Beijing refused the team access until mid-January
A team of WHO experts investigating the origins of the coronavirus toured a propaganda exhibition celebrating China’s recovery from the pandemic in Wuhan on Saturday, after a meeting at the hospital that treated the first confirmed Covid-19 cases over a year ago.
Details of the trip have been scant so far, with the media kept at arm’s length and information on the itinerary dribbling out via tweets from the World Health Organization experts instead of China’s tight-lipped Communist authorities.
The group was driven to the Jinyintan Hospital, the first to receive officially diagnosed Covid-19 patients in late 2019, as the horrors of the virus emerged in the central Chinese city.
In a tweet, team member Peter Daszak welcomed the hospital visit as an “Important opportunity to talk directly w/ medics who were on the ground at that critical time fighting COVID!”
On Saturday afternoon, the team visited a cavernous exhibition that applauds the emergency response of Wuhan health authorities in the chaotic, terrifying early stages of the outbreak — as well as the agility of the Communist leadership in controlling a crisis without precedent.
The WHO mission comes with heavy political baggage — China refused the team access until mid-January and there are question marks over what the experts can hope to find a year after the virus first emerged.
On Friday, the WHO’s emergencies director Michael Ryan sought to manage expectations.
Success “is not measured necessarily in absolutely finding a source on the first mission”, he told a press conference in Geneva.
“This is a complicated business, but what we need to do is gather all of the data… and come to an assessment as to how much more we know about the origins of the disease and what further studies may be needed to elucidate that.”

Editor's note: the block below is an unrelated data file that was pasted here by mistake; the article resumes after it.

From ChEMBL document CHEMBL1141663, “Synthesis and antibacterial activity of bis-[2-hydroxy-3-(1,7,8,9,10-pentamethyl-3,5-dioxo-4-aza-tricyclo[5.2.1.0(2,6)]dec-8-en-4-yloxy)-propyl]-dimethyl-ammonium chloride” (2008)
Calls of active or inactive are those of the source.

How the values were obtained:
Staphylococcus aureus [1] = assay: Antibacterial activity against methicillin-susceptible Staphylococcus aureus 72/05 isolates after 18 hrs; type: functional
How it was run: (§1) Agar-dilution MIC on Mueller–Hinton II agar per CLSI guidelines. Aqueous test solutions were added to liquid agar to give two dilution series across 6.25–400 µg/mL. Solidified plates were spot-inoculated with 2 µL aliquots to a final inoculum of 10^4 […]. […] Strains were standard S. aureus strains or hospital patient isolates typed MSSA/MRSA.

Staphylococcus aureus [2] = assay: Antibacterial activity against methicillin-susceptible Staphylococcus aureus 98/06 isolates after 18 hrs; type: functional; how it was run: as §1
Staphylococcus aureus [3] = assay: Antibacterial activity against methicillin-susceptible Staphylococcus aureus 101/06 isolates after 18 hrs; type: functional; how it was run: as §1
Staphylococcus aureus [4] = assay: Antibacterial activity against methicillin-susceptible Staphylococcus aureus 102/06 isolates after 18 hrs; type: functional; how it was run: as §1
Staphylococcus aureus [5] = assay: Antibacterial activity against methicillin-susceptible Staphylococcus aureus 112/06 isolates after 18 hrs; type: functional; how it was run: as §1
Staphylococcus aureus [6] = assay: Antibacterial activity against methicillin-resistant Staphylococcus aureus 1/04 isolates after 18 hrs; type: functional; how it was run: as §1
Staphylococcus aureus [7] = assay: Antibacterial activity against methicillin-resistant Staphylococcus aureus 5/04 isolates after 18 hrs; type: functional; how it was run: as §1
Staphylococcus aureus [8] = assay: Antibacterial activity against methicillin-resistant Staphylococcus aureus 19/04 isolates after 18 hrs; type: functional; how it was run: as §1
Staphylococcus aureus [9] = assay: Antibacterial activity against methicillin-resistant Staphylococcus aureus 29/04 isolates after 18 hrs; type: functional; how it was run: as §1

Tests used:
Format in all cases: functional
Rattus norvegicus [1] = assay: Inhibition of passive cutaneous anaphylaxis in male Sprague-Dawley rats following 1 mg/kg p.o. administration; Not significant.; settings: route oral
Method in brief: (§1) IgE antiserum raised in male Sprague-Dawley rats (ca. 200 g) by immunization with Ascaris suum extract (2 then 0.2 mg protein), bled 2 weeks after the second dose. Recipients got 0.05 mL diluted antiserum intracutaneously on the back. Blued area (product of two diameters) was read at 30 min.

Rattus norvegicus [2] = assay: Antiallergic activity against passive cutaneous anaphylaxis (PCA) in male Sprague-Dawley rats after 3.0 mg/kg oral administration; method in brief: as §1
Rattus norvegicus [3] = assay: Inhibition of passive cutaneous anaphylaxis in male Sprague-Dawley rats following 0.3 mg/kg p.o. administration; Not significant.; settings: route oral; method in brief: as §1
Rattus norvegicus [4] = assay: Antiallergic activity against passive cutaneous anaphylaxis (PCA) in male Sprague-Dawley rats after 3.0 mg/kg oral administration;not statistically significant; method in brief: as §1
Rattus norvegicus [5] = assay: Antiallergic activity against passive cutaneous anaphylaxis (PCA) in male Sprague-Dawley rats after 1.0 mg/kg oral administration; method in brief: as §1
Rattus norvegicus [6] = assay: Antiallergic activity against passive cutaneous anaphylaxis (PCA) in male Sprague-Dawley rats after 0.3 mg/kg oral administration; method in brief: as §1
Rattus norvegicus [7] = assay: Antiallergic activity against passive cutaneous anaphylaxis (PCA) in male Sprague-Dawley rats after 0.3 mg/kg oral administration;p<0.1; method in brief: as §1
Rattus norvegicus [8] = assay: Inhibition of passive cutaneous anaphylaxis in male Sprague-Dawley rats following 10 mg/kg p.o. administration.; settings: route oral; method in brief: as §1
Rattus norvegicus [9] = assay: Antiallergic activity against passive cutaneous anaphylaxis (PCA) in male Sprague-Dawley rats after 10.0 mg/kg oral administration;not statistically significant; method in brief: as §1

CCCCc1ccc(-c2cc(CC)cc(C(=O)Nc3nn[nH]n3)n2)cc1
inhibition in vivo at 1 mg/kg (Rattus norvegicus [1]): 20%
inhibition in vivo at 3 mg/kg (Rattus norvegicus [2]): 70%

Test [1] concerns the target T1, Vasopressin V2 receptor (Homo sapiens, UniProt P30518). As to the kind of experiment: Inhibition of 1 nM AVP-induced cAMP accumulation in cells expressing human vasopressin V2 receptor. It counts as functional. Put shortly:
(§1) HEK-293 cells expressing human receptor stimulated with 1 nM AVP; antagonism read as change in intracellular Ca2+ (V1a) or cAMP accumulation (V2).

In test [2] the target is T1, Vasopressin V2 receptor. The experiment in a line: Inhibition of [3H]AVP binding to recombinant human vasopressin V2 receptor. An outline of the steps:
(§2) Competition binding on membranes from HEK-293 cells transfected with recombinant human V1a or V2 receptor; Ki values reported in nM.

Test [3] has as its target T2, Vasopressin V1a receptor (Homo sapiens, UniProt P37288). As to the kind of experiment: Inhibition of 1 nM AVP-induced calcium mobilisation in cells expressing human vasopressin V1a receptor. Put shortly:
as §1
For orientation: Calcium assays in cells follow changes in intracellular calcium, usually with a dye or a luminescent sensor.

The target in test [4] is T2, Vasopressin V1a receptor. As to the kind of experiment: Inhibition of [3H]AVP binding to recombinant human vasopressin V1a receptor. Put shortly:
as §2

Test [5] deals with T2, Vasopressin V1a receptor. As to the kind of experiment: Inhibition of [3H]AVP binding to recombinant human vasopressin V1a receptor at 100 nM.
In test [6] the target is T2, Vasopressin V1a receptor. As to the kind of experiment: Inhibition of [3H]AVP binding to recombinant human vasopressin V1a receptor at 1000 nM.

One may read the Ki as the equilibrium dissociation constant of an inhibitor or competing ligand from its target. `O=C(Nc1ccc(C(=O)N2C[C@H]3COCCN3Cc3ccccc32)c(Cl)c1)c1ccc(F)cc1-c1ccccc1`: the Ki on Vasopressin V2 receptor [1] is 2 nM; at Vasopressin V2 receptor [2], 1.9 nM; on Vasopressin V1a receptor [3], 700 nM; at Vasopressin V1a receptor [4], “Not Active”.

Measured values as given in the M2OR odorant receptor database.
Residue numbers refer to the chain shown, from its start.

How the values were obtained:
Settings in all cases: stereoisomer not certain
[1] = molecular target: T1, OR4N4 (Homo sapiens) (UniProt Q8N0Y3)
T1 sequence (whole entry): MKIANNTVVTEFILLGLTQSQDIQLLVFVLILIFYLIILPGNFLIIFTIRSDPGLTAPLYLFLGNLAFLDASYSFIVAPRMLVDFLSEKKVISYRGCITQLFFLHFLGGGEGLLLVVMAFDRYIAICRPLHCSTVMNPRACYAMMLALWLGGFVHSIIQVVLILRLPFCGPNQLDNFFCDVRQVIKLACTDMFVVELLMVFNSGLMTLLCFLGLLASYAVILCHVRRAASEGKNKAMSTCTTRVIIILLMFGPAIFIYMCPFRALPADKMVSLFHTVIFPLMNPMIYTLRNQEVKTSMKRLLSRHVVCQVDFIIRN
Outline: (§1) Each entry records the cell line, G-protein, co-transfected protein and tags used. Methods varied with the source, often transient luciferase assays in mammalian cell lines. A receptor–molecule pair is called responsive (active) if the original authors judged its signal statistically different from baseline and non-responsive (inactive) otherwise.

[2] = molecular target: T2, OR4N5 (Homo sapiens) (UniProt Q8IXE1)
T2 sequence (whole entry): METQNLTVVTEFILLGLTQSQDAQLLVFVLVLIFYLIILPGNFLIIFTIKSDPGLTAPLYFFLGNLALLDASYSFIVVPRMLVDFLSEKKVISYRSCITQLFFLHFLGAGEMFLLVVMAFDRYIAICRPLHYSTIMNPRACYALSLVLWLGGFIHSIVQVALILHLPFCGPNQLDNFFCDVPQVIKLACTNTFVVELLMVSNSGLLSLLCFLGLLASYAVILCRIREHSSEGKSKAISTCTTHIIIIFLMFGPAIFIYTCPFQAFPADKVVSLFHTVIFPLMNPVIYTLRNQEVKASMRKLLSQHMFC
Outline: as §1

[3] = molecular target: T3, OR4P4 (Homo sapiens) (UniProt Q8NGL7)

Last week, China warned the United States against “political interference” during the trip, after the White House demanded a “robust and clear” investigation.
The WHO insists the probe will stick tightly to the science behind how the virus jumped from animals — believed to be bats — to humans.
The team is also expected to visit the market believed to have seen the first major cluster of infections, as well as the Wuhan Institute of Virology and other labs, in what the WHO’s Ryan described as a “very busy, busy schedule”.
Beijing is desperate to defang criticism of its handling of the chaotic early stages of the outbreak.
It has refocused attention at home — and abroad — on its handling of and recovery from the outbreak.
Since seeping beyond China’s borders, the pandemic has ripped across the world, killing more than two million people and wrecking economies.
China, with a relatively low reported death toll of 4,636, has bounced back, and has swiftly locked down areas where cases have been found, tested millions and restricted travel to snuff out the crisis.
The country’s economy grew by 2.3 percent despite the outbreak last year and its leadership misses few chances to boast of the country’s resilience and renewal.
A Chinese foreign ministry spokesman on Friday flagged the WHO visit as “a part of global research” into the pandemic.
“It is not an investigation,” Zhao Lijian told reporters.